The skeletons are never far away from Konstantin A. Dobrovolsky. Sometimes he sleeps above them in a tiny olive-green trailer in the woods. The people they might once have been appear in his dreams.
For 44 summers, he has traversed the hilly scrabble northwest of Murmansk, the most populous city above the Arctic Circle and the northernmost frontier in World War II, in search of the remains of Soviet soldiers who died defending it.
He has continued unearthing those bones even as descendants of the soldiers — of Russian, Ukrainian and other ethnic origins — are dying on a new front line, in Ukraine. While the Kremlin has sought to draw parallels between the Great Patriotic War, as World War II is known in Russia, to the current war, it is a comparison that Mr. Dobrovolsky, who is categorically opposed to the invasion of Ukraine, wholeheartedly rejects.
He tries to identify the remains whenever possible and track down any living relatives, which as time has passed is an increasingly rare occurrence. On a recent weekend, his assistant, Aleksei S. Smolev, pulled out a barley malt sack from the trailer that serves as Mr. Dobrovolsky’s digging base and delicately laid out its contents: a heap of bones blackened by almost eight decades underground.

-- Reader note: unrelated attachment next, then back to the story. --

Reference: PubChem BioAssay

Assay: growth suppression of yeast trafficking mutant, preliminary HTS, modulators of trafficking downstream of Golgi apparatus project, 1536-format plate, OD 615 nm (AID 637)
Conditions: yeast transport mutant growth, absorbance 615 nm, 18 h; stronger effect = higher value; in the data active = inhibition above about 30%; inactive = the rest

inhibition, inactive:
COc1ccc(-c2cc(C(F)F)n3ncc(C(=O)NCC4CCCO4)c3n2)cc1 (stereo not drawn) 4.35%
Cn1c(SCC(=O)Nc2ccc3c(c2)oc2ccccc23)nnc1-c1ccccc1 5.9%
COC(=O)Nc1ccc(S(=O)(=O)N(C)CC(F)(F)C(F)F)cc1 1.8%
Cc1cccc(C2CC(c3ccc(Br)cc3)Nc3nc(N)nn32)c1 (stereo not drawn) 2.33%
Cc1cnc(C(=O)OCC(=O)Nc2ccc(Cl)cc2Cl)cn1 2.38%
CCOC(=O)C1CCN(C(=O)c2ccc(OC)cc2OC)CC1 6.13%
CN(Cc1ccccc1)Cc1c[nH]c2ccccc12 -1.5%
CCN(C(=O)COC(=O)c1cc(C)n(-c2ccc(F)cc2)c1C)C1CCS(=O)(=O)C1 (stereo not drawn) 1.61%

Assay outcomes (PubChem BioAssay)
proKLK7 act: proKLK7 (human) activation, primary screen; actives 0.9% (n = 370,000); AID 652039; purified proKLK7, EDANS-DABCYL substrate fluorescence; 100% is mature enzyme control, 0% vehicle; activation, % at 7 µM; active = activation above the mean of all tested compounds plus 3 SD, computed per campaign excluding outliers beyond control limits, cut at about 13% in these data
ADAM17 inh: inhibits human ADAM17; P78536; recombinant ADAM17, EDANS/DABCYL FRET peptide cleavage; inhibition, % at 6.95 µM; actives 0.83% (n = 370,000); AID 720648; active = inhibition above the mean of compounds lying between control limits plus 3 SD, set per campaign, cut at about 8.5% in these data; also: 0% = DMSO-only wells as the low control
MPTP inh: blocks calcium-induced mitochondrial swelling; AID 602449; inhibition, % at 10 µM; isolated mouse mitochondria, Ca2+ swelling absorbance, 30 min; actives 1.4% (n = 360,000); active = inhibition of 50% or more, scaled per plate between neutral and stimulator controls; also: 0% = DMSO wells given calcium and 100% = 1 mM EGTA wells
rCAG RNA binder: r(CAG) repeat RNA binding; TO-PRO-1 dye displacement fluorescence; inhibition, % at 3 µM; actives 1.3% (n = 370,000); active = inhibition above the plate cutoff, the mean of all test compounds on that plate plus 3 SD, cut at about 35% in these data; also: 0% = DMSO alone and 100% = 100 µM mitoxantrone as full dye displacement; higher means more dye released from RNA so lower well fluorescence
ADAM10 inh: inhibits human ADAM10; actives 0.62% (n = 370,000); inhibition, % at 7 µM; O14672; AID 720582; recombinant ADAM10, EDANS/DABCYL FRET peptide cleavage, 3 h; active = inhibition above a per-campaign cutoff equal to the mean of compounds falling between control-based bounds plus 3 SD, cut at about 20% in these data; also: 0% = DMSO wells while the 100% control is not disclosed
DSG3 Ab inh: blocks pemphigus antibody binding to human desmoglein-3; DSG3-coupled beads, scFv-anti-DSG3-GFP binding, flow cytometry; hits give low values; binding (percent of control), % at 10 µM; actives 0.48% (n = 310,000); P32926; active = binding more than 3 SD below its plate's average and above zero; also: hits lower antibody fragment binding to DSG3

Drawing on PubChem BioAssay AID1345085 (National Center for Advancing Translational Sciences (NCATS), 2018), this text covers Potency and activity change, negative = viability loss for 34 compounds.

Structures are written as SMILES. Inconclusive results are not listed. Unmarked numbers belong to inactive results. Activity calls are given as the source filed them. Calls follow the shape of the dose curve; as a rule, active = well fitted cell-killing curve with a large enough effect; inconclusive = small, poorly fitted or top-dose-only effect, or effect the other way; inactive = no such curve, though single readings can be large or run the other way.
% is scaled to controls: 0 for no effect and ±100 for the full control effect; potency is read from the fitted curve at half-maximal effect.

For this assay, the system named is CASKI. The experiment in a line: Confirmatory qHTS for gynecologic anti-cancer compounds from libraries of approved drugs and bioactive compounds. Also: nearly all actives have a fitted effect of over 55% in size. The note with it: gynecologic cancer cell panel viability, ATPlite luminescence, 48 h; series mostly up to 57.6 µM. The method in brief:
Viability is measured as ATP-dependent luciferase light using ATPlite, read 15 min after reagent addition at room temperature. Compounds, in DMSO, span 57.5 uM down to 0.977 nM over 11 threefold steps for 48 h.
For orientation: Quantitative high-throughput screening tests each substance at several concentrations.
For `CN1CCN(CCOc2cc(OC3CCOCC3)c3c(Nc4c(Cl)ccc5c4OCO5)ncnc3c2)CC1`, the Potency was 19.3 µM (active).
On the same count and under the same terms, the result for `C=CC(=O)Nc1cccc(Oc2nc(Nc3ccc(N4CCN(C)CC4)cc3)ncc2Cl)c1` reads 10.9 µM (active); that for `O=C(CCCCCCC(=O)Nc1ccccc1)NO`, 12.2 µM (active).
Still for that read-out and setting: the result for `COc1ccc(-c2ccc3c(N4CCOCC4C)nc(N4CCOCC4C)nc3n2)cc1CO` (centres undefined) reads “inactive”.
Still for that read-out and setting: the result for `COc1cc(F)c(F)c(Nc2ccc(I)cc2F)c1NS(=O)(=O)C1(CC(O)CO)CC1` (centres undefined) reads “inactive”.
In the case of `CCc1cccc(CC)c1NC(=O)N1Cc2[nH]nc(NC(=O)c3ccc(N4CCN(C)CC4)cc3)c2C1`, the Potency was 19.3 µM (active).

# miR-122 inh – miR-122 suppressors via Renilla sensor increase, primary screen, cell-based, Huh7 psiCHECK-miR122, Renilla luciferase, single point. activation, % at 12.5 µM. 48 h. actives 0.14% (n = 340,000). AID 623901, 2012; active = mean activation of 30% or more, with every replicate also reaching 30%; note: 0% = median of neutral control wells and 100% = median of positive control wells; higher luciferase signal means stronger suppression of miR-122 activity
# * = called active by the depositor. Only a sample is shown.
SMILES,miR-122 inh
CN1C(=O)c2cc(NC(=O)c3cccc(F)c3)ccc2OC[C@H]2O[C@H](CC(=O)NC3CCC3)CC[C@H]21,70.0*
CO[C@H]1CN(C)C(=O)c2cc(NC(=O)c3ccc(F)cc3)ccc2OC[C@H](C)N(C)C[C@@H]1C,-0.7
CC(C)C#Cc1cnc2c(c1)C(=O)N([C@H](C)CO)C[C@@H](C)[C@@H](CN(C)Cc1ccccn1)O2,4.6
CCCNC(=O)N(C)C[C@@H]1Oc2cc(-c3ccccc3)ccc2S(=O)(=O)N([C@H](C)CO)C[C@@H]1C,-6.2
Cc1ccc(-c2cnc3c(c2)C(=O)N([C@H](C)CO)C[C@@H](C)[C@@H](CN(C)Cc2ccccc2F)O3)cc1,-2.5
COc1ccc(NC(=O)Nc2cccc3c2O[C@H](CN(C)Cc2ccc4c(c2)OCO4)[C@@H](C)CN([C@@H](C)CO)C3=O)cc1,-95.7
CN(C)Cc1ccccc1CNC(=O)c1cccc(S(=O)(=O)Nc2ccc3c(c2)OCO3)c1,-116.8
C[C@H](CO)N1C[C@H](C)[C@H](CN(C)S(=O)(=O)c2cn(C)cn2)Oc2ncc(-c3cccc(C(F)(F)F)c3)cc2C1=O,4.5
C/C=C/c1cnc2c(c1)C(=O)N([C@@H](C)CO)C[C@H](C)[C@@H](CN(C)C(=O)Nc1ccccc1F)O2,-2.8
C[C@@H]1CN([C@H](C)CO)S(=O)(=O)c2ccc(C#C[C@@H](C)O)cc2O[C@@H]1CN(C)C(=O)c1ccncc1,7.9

“One leg is broken,” said Mr. Dobrovolsky, 67, whose forensics training is self-taught. “The skull is missing, but we can see from the jawbone that he was very young, teenage or early 20s, because his teeth have not been ground down.”
The bones were from one of the more than 20,000 soldiers that Mr. Dobrovolsky and the group of searchers he oversees have found in the rocky tundra that was the front line from 1941 to 1944. Nazi soldiers sought to take Murmansk, home to Russia’s only port with unrestricted access, via the Barents Sea, to the Atlantic Ocean, because it played a crucial role enabling the United States and Britain to supply the Soviet Union with weapons, food and fuel.